Americans would prefer that the government focus on getting help for people who use illegal drugs instead of prosecuting them, according to survey released April 2 by The Pew Research Center.
The survey found that 67 percent of people preferred the government to focus more on providing treatment for those who use illegal drugs such as heroin and cocaine. Conversely, 26 percent think the government’s focus should be on prosecuting hard drugs users.
The majority of respondents, 63 percent versus 32 percent, also thought it good that some states have moved away from mandatory sentences for non-violent drug offenders. In that same vein, 76 percent of the public feels there should be no jail time for people convicted of possessing small amounts of marijuana.
Last month, a three-judge panel of the Colorado Court of Appeals ruled that some offenders already convicted of marijuana possession can now appeal their cases because of the passing of Amendment 64. The panel already overturned one woman’s case citing a “significant change in the law.”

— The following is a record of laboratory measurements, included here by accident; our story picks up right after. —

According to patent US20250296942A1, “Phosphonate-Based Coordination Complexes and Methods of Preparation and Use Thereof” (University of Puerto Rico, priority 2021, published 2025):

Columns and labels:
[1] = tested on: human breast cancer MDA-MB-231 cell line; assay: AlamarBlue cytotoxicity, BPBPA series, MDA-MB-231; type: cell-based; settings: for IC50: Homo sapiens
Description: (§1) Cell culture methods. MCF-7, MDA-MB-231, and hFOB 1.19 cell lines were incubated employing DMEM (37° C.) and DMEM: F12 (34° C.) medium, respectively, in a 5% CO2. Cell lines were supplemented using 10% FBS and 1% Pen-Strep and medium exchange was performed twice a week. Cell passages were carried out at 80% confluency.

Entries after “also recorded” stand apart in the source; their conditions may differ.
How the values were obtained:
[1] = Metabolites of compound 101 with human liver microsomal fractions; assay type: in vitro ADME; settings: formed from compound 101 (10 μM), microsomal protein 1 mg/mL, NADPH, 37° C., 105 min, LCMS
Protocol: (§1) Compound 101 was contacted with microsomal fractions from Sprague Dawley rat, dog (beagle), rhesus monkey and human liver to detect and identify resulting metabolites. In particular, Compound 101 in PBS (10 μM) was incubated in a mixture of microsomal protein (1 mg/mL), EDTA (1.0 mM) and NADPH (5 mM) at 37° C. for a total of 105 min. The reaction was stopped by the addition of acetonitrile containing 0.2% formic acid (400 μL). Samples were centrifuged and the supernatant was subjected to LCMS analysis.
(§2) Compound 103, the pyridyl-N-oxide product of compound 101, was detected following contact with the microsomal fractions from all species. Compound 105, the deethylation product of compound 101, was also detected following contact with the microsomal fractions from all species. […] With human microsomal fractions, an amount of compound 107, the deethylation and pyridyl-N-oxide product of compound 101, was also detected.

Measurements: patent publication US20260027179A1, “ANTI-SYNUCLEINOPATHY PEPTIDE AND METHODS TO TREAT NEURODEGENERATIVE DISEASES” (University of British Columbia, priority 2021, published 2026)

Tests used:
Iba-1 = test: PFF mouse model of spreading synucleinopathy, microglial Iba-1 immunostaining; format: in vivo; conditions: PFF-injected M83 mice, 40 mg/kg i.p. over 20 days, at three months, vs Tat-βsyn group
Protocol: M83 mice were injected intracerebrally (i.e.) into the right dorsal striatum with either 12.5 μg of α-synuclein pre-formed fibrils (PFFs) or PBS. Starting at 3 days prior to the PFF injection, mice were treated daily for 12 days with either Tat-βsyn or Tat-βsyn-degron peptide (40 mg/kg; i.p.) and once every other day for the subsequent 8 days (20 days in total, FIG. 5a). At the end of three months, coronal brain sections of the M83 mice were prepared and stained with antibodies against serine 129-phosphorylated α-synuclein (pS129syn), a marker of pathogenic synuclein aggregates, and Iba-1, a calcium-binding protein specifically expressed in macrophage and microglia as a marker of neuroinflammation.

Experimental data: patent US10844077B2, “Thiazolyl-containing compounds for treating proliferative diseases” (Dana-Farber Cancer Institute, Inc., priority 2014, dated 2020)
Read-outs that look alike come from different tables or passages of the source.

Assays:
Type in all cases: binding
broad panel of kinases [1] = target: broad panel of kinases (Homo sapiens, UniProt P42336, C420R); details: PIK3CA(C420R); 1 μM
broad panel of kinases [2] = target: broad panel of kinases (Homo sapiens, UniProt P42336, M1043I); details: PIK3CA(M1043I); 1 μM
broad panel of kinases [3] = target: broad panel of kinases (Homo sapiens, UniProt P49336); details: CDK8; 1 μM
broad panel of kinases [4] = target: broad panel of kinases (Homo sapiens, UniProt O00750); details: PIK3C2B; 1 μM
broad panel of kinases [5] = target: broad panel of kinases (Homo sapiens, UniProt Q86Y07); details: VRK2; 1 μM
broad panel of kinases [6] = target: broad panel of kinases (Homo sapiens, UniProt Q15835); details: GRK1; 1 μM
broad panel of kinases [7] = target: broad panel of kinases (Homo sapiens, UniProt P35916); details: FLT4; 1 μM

Colorado Attorney General John Suthers said he intends to contest the ruling.
Nationwide, there has been a growing support for the legalization of marijuana, according to Pew. In 2009, 52 percent of Americans opposed legal marijuana, with 41 percent favoring it. Today those numbers have flip-flopped with 54 percent favoring legalization, and 42 percent opposing it.
Another Pew survey reported that during 2013, 12 states, including Colorado, eased state drug laws in some way.
Even though the views on drug use are changing nationally, most Americans still see drug abuse as a crisis (32 percent) or serious problem (55 percent). Pew has found that these views have remained almost constant since the 1990s.